On a visit to Paris to see Isabelle and Laurence, we visited the Musee
Bourdelle. Despite my enthusiasm for Rodin&apost;s work, I had not
heard of this pupil. Here are some shots that worked despite the
gathering gloom (it was gone 4pm when we arrived).
You can see from the woman standing in the background that this archer
is rather larger than life. Even allowing she is French. I
couldn´t get the perspective and the face in one shot, but the
latter is quite expressively hard.
And here is one of his models for the statue, with, as the background,
models for his bas-reliefs at the Théatre des Champs
Bourdelle seems to have peaked just as the First War was about to break
out. The museum is full of the kind of sculpture you can
recognise as a war memorial while you are still a mile off.
Here is a head which seems to have been destined to celebrate the
re-integration of Alsace into the republic:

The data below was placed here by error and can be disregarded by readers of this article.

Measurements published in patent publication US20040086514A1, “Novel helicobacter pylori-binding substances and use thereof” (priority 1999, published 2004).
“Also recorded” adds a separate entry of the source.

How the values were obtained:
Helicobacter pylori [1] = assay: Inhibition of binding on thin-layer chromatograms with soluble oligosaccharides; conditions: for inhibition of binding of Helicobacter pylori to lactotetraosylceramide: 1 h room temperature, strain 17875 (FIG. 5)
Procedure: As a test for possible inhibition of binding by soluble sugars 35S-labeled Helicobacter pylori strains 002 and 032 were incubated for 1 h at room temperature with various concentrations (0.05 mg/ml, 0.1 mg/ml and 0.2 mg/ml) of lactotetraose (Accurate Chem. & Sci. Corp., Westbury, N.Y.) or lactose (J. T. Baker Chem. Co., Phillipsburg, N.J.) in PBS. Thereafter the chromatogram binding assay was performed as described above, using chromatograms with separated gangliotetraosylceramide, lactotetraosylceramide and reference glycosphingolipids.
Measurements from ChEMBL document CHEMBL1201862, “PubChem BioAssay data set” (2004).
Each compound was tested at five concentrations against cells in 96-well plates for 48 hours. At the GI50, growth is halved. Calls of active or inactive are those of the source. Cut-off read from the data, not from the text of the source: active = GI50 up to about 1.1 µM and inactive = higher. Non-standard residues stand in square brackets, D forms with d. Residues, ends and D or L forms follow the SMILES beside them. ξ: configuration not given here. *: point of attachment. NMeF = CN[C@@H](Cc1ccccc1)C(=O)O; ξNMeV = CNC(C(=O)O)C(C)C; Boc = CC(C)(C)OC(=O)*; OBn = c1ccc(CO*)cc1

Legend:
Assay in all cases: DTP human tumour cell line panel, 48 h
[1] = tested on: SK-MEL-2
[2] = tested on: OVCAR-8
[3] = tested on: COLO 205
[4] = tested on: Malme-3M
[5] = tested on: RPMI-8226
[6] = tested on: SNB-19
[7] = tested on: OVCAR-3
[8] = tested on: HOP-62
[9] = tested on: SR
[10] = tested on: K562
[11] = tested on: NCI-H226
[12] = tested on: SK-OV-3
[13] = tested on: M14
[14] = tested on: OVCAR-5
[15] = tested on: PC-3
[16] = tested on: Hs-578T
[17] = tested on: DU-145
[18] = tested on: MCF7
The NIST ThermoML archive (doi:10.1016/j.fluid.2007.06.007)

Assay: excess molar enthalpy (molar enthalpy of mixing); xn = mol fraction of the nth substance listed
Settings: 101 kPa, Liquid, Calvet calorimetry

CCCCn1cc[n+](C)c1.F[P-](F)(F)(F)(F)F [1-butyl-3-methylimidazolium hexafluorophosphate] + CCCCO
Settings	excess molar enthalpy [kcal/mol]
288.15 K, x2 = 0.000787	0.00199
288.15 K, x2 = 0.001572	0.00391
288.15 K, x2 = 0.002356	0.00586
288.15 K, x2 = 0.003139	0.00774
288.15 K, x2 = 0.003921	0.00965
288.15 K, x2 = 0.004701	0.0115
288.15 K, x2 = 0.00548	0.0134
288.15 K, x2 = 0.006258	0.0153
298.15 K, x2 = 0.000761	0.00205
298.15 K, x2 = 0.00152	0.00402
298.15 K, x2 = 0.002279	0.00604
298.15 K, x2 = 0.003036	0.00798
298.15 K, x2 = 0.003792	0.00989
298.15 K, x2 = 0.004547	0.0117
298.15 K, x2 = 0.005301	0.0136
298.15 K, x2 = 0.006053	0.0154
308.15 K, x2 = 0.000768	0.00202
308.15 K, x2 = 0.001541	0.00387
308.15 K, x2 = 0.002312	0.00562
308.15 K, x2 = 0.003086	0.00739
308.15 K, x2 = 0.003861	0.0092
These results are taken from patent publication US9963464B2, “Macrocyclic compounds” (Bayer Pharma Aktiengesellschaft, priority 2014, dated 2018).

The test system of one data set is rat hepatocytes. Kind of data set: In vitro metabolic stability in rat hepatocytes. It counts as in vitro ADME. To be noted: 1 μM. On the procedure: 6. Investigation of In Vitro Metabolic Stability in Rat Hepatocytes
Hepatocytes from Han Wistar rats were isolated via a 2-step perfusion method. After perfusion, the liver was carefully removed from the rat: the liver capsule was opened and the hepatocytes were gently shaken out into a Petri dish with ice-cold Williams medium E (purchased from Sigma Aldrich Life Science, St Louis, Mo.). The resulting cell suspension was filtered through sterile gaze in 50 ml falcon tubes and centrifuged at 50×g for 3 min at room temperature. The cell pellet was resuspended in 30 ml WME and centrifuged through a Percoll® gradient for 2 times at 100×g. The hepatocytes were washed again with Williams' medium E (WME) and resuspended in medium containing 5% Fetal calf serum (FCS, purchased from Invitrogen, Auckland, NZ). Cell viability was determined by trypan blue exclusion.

I think I remember a cartoon strip in Pilote (Philémon?) which
owed something to this distorted head. There are also many
reliefs of the kind one finds in French railway stations and the more
For my money, Bourdelle was better at classical themes, like his dying
centaur (aka Sappho)
and with smaller, more intimate works like this bust.
I can only remember that her name sounded Germanic.
Le Baiser au Volubilis, the notice reads. I am not sure I can see
either the bindweed or the kiss. Nor do I know what Bourdelle was
are several tributes to Bourdelle´s master:
He also had one or two pieces by Rodin in his collection.